Alphabet soars as Wall Street cheers arrival of AI model Gemini

By Aditya Soni

(Reuters) – Alphabet surged 5% on Thursday as Wall Street cheered the launch of Gemini, saying the new artificial intelligence model could help narrow the gap in a race with Microsoft-backed OpenAI.

Long considered a leader in AI research, Alphabet lost the spotlight when OpenAI’s ChatGPT swept the tech landscape upon its launch last November and allowed investor Microsoft to aggressively roll out AI-powered software to businesses.

Now, Gemini looks poised to boost Alphabet’s AI heft again.

The Google parent said the much-awaited AI system was faster than OpenAI’s latest model and can process different forms of media such as video, audio and text. It comes in three versions, each designed to use a different amount of processing power.

“Google is beginning to address investor concerns around generative AI innovation and the high cost of running GenAI models through the combination of Gemini’s different model sizes,” J.P. Morgan analysts said.

The company was on track to add nearly $80 billion to its market value, if gains hold. The warm reception contrasted with the nearly $100 billion selloff in Alphabet in February after its Bard chatbot shared inaccurate information in a promotional video and a company event failed to impress.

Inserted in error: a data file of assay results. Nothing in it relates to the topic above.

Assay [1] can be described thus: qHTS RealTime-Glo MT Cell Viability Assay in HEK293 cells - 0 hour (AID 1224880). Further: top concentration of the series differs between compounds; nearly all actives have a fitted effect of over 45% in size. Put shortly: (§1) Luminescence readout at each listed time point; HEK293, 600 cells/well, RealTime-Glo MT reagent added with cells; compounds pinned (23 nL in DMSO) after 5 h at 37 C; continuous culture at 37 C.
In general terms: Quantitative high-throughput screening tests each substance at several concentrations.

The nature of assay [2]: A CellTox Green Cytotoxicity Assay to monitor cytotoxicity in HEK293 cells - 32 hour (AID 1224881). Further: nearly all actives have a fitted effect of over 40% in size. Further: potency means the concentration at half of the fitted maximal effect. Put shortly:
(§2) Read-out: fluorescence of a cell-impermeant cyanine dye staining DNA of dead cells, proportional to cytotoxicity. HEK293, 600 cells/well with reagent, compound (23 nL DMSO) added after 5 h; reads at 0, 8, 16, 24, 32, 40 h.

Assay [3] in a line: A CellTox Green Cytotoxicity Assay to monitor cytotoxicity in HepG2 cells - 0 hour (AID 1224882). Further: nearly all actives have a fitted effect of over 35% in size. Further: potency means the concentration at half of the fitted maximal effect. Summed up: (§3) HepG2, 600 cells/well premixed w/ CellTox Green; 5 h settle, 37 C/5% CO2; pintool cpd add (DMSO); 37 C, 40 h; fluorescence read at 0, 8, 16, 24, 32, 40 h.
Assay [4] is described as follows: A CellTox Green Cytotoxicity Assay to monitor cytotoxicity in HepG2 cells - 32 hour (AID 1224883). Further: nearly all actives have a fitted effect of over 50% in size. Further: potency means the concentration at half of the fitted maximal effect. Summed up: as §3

“Gemini’s release comes at an interesting point in time when OpenAI/ChatGPT users have been complaining about how updates to the GPT model family have potentially impacted the quality of its output,” Macquarie analysts wrote in a note.

“If Google is shipping a GPT-4-beating model, this could help gather user and developer momentum behind Google.”

In the September quarter, growth at Alphabet’s cloud unit slowed to a near three-year low, paling in comparison to the rebound seen at Microsoft Azure, which benefited from spending by businesses preparing to roll out AI features.

Microsoft currently trades at 30.68 times its 12-month forward earnings estimates, compared with the Google parent’s 19.59.

(Reporting by Aditya Soni in Bengaluru; Editing by Devika Syamnath)